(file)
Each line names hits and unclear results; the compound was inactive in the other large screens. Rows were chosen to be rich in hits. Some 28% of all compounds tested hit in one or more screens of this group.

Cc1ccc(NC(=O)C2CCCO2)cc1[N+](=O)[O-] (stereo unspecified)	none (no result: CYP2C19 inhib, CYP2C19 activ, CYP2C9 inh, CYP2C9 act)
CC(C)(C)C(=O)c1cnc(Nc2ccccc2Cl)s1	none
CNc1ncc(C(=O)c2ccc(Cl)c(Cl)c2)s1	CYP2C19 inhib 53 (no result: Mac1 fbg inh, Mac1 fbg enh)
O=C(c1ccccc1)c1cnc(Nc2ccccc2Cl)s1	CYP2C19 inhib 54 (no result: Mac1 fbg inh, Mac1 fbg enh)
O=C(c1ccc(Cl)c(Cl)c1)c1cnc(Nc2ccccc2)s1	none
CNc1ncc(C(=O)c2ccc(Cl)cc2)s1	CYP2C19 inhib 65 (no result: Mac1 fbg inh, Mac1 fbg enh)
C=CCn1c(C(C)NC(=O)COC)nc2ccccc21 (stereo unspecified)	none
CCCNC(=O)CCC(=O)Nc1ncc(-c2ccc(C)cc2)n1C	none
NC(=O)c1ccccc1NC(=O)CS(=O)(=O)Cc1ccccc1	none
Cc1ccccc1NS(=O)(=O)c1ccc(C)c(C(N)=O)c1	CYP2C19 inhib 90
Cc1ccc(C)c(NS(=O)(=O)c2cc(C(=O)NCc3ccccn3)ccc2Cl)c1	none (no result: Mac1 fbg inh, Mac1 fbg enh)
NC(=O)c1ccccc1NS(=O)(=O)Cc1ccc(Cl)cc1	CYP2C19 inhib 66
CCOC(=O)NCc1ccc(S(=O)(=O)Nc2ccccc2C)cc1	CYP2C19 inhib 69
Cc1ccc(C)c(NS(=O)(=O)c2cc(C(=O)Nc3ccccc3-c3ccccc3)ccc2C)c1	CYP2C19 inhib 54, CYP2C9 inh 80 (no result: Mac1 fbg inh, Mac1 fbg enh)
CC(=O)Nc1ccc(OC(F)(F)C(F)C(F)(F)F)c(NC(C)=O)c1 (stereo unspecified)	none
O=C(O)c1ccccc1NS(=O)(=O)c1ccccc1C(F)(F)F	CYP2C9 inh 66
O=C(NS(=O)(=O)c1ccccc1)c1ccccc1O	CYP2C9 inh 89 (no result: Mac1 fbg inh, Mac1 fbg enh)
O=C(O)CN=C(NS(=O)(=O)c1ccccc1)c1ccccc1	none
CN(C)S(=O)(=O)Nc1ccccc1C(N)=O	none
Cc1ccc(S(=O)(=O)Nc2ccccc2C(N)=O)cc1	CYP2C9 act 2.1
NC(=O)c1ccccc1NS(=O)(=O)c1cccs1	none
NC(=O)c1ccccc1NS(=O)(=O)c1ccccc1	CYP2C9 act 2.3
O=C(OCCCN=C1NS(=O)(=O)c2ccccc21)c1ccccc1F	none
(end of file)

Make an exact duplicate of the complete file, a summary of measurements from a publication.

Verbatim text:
Each line names hits and unclear results; the compound was inactive in the other large screens. Rows were chosen to be rich in hits. Some 28% of all compounds tested hit in one or more screens of this group.

Cc1ccc(NC(=O)C2CCCO2)cc1[N+](=O)[O-] (stereo unspecified)	none (no result: CYP2C19 inhib, CYP2C19 activ, CYP2C9 inh, CYP2C9 act)
CC(C)(C)C(=O)c1cnc(Nc2ccccc2Cl)s1	none
CNc1ncc(C(=O)c2ccc(Cl)c(Cl)c2)s1	CYP2C19 inhib 53 (no result: Mac1 fbg inh, Mac1 fbg enh)
O=C(c1ccccc1)c1cnc(Nc2ccccc2Cl)s1	CYP2C19 inhib 54 (no result: Mac1 fbg inh, Mac1 fbg enh)
O=C(c1ccc(Cl)c(Cl)c1)c1cnc(Nc2ccccc2)s1	none
CNc1ncc(C(=O)c2ccc(Cl)cc2)s1	CYP2C19 inhib 65 (no result: Mac1 fbg inh, Mac1 fbg enh)
C=CCn1c(C(C)NC(=O)COC)nc2ccccc21 (stereo unspecified)	none
CCCNC(=O)CCC(=O)Nc1ncc(-c2ccc(C)cc2)n1C	none
NC(=O)c1ccccc1NC(=O)CS(=O)(=O)Cc1ccccc1	none
Cc1ccccc1NS(=O)(=O)c1ccc(C)c(C(N)=O)c1	CYP2C19 inhib 90
Cc1ccc(C)c(NS(=O)(=O)c2cc(C(=O)NCc3ccccn3)ccc2Cl)c1	none (no result: Mac1 fbg inh, Mac1 fbg enh)
NC(=O)c1ccccc1NS(=O)(=O)Cc1ccc(Cl)cc1	CYP2C19 inhib 66
CCOC(=O)NCc1ccc(S(=O)(=O)Nc2ccccc2C)cc1	CYP2C19 inhib 69
Cc1ccc(C)c(NS(=O)(=O)c2cc(C(=O)Nc3ccccc3-c3ccccc3)ccc2C)c1	CYP2C19 inhib 54, CYP2C9 inh 80 (no result: Mac1 fbg inh, Mac1 fbg enh)
CC(=O)Nc1ccc(OC(F)(F)C(F)C(F)(F)F)c(NC(C)=O)c1 (stereo unspecified)	none
O=C(O)c1ccccc1NS(=O)(=O)c1ccccc1C(F)(F)F	CYP2C9 inh 66
O=C(NS(=O)(=O)c1ccccc1)c1ccccc1O	CYP2C9 inh 89 (no result: Mac1 fbg inh, Mac1 fbg enh)
O=C(O)CN=C(NS(=O)(=O)c1ccccc1)c1ccccc1	none
CN(C)S(=O)(=O)Nc1ccccc1C(N)=O	none
Cc1ccc(S(=O)(=O)Nc2ccccc2C(N)=O)cc1	CYP2C9 act 2.1
NC(=O)c1ccccc1NS(=O)(=O)c1cccs1	none
NC(=O)c1ccccc1NS(=O)(=O)c1ccccc1	CYP2C9 act 2.3
O=C(OCCCN=C1NS(=O)(=O)c2ccccc21)c1ccccc1F	none